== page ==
What Have You Got to Lose? A Case for Building Your Threat Model

We now rely on connectivity for so much that we we forget that every application or appliance is like an open window or door. Internet connections seem obvious, but smartphone apps, printers and Wi-Fi routers also present possible soft areas to allow attackers into your world. Avoid a digital disaster by proactively analyzing the integrity of your network and creating a threat model.

New cyberthreats appear with every innovation, according to GovLoop’s Irene Koo. But within that daunting landscape of dangers are solutions that begin with a holistic and human approach to cybersecurity. You can design a threat model that anticipates behaviors and processes that could be leaving your network vulnerable to attacks.

What is a Threat Model?

A Threat Model is a document that lists the digital assets that need protecting, notes possible threats to them, considers the risk factors and evaluates the success of the model based on testing or post-event status.

To get started, make a chart of your assets. For example, in a typical office, there might be workstations connected to a server, a router and a printer, all joined together internally. Each computer will be running some type of software and downloading emails or accessing cloud-based systems. These are only examples, and you may find your threat model is either more simple or complex depending on setup.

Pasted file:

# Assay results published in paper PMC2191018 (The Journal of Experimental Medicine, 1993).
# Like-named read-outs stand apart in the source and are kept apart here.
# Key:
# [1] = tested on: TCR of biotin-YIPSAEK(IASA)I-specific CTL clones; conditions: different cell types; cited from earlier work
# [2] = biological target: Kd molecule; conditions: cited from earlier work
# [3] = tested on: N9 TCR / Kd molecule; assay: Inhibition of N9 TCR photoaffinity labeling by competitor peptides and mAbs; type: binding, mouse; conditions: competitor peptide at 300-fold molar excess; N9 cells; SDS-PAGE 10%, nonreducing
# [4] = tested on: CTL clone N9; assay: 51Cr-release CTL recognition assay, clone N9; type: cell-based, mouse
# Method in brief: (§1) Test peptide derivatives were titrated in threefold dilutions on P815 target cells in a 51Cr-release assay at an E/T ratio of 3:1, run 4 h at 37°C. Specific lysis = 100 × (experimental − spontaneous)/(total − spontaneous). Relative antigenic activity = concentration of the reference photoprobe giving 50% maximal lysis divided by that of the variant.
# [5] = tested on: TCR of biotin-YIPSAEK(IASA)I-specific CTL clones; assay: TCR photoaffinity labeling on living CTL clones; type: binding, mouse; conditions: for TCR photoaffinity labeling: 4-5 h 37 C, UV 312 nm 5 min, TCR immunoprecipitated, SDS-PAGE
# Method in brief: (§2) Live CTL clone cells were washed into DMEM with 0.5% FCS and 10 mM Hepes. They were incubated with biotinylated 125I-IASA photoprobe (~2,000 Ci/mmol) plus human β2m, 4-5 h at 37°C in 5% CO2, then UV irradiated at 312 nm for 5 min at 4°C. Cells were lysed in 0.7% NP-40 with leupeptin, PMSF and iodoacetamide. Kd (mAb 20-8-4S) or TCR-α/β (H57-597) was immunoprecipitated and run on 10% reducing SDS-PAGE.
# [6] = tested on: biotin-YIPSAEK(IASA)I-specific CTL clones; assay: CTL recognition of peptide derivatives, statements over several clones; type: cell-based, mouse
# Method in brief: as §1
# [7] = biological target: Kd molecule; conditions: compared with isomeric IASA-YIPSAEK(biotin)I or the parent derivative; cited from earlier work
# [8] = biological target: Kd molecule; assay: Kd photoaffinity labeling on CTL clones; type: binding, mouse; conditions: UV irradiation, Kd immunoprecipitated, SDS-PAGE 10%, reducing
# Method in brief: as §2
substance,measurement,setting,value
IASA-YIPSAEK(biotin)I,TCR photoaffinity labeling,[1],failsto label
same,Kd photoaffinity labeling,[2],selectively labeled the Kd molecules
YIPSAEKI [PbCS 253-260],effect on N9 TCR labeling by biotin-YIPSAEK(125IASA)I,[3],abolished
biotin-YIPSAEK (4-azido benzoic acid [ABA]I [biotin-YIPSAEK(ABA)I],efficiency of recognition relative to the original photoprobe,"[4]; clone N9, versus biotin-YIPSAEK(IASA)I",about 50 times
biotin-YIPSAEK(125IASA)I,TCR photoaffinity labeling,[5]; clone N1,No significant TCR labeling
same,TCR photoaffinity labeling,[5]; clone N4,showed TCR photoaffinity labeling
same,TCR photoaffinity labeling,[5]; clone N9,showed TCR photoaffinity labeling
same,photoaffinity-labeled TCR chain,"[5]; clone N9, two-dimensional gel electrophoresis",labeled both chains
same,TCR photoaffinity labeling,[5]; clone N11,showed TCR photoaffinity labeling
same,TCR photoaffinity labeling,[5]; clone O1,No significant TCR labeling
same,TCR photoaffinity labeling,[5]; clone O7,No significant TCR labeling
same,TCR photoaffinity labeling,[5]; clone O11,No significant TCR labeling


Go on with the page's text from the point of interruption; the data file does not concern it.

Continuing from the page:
Examine your assets for vulnerabilities

The computer and server assets could have weak passwords, outdated operating systems, lack of intrusion protection (anti-malware program and/or firewall), unpatched productivity software (such as word processing, graphics or spreadsheet programs), or uninstalled firmware updates (firmware is software that controls hardware, such as the memory chip in a computer).

In your mind, some threats will seem more likely than others: the likelihood of someone in the company trying to get into a co-worker’s computer may be small, but it still exists. Adopt a policy that not only calls for strong passwords, but sets security policies by organizational structure. Audit these policies on a regular basis. Make sure that system protection and all software (including firmware) is up to date.

Routers and printers can be vulnerable when we leave the default administrator passwords unchanged. Each manufacturer has a typical setup, and someone with that information can take over these machines without your knowing it. The same goes for webcams and many IoT (Internet of Things) devices. During setup, consult the documentation to change this information and keep it secure.

Protect the fort with Transport Layer Security (TLS)

Protect sites and portals with Transport Layer Security (TLS). This requires encryption (encoding to make data unreadable) and the exchange of public and private “keys” in order to make the connection. The public keys encrypt information and allow your computer (or device) and the server to communicate securely, while private keys provide the only way for either side to decrypt, or translate, the information going back and forth. This process is very intricate.

It is now very common for employees to telework using tablets, smartphones, laptops or desktops. Secure them with passcodes and security programs that watch for network intrusions and untoward behavior. Outside of the office, make sure you are in a secure environment before starting your work. When using web portals, check for “HTTPS” which stands for Hyper Text Transfer Protocol Secure. In the address bar of your web browser, you will see a green lock that is in a closed position. Click the lock to see confirmation of a secured connection and digital certificate details.